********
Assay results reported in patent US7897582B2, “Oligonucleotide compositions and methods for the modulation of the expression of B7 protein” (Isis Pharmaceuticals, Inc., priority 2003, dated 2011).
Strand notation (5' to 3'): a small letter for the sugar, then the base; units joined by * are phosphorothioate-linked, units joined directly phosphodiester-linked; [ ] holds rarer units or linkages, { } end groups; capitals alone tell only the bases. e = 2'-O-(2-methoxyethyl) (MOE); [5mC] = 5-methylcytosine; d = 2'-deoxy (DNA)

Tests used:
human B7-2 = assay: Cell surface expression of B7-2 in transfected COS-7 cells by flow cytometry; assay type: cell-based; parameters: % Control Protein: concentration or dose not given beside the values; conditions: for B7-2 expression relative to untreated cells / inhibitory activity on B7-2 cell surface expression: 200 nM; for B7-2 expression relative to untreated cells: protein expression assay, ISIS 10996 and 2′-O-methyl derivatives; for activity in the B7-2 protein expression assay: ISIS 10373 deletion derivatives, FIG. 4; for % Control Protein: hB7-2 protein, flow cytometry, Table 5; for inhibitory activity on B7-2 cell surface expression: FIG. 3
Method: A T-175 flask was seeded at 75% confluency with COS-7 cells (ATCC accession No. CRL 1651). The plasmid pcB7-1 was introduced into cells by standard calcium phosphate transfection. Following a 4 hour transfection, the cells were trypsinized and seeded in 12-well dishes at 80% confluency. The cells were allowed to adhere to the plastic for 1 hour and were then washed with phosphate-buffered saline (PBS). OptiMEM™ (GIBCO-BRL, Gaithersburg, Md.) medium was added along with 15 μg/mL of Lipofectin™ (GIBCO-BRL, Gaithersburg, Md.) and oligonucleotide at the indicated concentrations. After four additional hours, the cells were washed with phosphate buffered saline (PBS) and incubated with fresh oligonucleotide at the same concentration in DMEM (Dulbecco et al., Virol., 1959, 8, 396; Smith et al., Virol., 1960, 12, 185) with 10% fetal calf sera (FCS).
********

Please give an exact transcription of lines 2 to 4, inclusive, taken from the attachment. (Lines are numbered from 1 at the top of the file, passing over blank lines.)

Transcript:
Strand notation (5' to 3'): a small letter for the sugar, then the base; units joined by * are phosphorothioate-linked, units joined directly phosphodiester-linked; [ ] holds rarer units or linkages, { } end groups; capitals alone tell only the bases. e = 2'-O-(2-methoxyethyl) (MOE); [5mC] = 5-methylcytosine; d = 2'-deoxy (DNA)

Tests used:
human B7-2 = assay: Cell surface expression of B7-2 in transfected COS-7 cells by flow cytometry; assay type: cell-based; parameters: % Control Protein: concentration or dose not given beside the values; conditions: for B7-2 expression relative to untreated cells / inhibitory activity on B7-2 cell surface expression: 200 nM; for B7-2 expression relative to untreated cells: protein expression assay, ISIS 10996 and 2′-O-methyl derivatives; for activity in the B7-2 protein expression assay: ISIS 10373 deletion derivatives, FIG. 4; for % Control Protein: hB7-2 protein, flow cytometry, Table 5; for inhibitory activity on B7-2 cell surface expression: FIG. 3